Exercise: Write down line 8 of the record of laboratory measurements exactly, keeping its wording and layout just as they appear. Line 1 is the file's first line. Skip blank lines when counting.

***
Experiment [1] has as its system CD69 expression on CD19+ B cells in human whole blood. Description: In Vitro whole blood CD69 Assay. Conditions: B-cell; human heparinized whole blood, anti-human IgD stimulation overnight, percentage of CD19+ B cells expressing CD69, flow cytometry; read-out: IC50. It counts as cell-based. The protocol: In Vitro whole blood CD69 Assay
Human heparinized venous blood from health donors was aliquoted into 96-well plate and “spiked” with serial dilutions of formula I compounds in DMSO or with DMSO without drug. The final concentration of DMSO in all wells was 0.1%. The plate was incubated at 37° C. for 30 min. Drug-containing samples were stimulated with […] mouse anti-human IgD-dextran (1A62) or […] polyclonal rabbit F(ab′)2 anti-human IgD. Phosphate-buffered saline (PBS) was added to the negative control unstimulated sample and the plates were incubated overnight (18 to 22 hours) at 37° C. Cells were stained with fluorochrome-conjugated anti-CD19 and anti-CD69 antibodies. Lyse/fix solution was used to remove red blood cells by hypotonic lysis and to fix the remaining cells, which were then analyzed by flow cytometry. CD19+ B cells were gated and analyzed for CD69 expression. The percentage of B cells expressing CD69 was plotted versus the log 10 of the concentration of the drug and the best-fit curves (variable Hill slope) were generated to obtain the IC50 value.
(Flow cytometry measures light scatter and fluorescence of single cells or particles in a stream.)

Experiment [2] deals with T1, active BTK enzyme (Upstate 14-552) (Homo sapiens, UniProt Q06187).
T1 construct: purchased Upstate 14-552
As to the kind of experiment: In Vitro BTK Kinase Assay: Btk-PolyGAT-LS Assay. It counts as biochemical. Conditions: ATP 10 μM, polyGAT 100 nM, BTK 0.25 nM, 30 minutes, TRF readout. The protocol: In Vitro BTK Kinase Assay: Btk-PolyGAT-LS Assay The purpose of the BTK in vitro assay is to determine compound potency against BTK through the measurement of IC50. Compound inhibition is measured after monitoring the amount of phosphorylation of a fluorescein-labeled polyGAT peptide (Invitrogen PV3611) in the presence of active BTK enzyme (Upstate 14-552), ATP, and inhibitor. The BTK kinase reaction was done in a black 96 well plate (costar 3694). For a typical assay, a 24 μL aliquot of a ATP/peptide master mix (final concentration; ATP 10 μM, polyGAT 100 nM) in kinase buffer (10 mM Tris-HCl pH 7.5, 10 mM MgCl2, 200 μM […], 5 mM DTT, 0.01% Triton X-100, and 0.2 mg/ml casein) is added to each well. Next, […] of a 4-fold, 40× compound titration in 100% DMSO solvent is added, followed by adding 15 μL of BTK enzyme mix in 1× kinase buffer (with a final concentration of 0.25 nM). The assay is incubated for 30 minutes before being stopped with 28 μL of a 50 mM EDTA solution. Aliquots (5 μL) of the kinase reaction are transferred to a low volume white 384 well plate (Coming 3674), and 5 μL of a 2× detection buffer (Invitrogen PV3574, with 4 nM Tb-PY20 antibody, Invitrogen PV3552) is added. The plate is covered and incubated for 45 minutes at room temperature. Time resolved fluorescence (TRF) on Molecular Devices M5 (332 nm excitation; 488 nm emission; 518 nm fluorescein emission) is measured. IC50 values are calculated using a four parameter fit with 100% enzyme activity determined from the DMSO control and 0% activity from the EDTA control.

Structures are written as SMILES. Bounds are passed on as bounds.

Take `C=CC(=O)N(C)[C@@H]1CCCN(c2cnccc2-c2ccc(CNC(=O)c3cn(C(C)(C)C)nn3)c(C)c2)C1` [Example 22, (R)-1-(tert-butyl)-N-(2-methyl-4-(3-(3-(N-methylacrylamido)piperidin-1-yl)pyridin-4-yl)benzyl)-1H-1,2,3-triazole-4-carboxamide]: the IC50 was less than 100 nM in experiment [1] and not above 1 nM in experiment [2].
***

Take `C=CC(=O)N(C)[C@@H]1CCCN(c2cnccc2-c2ccc(CNC(=O)c3cn(C(C)(C)C)nn3)c(C)c2)C1` [Example 22, (R)-1-(tert-butyl)-N-(2-methyl-4-(3-(3-(N-methylacrylamido)piperidin-1-yl)pyridin-4-yl)benzyl)-1H-1,2,3-triazole-4-carboxamide]: the IC50 was less than 100 nM in experiment [1] and not above 1 nM in experiment [2].